Dr. Rafael-Fortney: The current life expectancy over the past few years has crept up in to the early twenties. It used to be fatal in the teens but due to basically prophylactic antibiotic treatment so that patients don't get respiratory infections when their muscles can no longer clear their lungs and better ventilatory support many patients are surviving into their early twenties. It's still considered a childhood fatal disease. It's a horrible disease--patients are wheelchair bound by the ages of eight to eleven and are usually on some sort of respiratory support and cardiac care by their early teens.
When do you think this treatment will be the norm for helping prevent?
Dr. Rafael-Fortney: It's never going to be a cure because it's not going to completely replace the protein that's missing in patients which is the dystrophin protein. There are a lot of labs working trying to put dystrophin back in and trying to up regulate a compensatory protein called utrophin. But right now the only standard of care is prednisone or deflazacort, glucocorticoids which have a litany of severe side affects. Their result right now is to delay the progression of being wheelchair bound by two to three years in most cases. So getting a pharmacological FDA approved drug treatment that would have at least that affect without the horrible side-effects of long term steroid use I think would quickly get to patients as soon as there is a small clinical trial held that shows efficacy in patients.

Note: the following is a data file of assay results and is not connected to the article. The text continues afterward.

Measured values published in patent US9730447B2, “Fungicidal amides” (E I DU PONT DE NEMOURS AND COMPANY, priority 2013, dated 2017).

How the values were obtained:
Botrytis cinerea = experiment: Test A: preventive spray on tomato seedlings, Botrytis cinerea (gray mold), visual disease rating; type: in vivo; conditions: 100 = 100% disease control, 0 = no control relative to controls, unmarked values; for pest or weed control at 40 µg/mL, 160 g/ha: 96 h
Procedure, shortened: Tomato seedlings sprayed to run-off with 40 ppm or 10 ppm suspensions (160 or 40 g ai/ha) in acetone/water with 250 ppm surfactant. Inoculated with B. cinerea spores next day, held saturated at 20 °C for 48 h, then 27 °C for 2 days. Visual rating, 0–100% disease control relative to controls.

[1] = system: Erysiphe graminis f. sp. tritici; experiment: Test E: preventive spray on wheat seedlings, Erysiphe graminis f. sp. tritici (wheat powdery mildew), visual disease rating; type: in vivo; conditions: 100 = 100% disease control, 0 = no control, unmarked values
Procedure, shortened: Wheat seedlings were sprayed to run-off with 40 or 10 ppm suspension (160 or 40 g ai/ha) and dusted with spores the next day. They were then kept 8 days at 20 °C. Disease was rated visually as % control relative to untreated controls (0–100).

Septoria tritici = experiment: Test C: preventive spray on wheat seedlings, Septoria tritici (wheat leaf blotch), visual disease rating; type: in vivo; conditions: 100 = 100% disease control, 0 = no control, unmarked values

So these are things that are already on the market.
Dr. Rafael-Fortney: For years, they're both off of patent actually. Spironolactone has been around for about eighty years. It has so few side-effects that your GP tends to prescribe it for unwanted facial hair in women. So these are drugs that have so few side-effects and are already in use in the pediatric population. Spironolactone is given to babies that are born with congenital heart problems so it's safe and effective in pediatric patients with other diseases.
So you have to have that FDA approval to have them work as a combo?
Dr. Rafael-Fortney: It will probably be an FDA exemption we will probably not have to go through the whole approval process. The plan is to put in a request for exemption.